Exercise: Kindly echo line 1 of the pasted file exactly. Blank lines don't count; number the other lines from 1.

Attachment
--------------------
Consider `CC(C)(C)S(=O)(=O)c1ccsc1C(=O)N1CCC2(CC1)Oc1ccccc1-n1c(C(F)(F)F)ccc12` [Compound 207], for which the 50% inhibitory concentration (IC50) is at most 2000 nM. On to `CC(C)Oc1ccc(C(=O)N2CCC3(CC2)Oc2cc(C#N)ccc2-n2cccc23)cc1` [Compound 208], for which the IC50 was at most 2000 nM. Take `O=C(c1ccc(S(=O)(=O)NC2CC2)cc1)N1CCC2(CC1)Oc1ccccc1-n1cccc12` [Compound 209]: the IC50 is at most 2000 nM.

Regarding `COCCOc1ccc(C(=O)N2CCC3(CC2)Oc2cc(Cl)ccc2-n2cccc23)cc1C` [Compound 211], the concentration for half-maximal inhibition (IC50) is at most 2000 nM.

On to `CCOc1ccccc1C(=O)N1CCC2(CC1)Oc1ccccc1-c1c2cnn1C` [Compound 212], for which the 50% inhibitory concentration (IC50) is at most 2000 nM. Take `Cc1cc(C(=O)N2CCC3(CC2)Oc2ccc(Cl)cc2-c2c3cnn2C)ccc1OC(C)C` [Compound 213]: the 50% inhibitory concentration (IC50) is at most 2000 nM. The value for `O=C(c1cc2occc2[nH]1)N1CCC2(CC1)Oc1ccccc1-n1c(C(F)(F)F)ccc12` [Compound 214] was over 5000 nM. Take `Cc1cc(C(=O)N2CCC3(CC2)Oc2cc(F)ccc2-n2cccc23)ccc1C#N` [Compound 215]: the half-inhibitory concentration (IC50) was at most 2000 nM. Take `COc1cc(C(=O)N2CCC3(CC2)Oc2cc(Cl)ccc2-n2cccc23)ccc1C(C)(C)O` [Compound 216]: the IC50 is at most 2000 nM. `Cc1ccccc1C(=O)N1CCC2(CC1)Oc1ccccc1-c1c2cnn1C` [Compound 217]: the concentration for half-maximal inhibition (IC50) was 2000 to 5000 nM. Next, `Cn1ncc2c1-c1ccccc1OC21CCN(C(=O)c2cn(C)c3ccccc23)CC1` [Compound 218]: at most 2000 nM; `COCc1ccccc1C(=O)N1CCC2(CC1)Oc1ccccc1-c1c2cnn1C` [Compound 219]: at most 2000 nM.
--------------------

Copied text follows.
Consider `CC(C)(C)S(=O)(=O)c1ccsc1C(=O)N1CCC2(CC1)Oc1ccccc1-n1c(C(F)(F)F)ccc12` [Compound 207], for which the 50% inhibitory concentration (IC50) is at most 2000 nM. On to `CC(C)Oc1ccc(C(=O)N2CCC3(CC2)Oc2cc(C#N)ccc2-n2cccc23)cc1` [Compound 208], for which the IC50 was at most 2000 nM. Take `O=C(c1ccc(S(=O)(=O)NC2CC2)cc1)N1CCC2(CC1)Oc1ccccc1-n1cccc12` [Compound 209]: the IC50 is at most 2000 nM.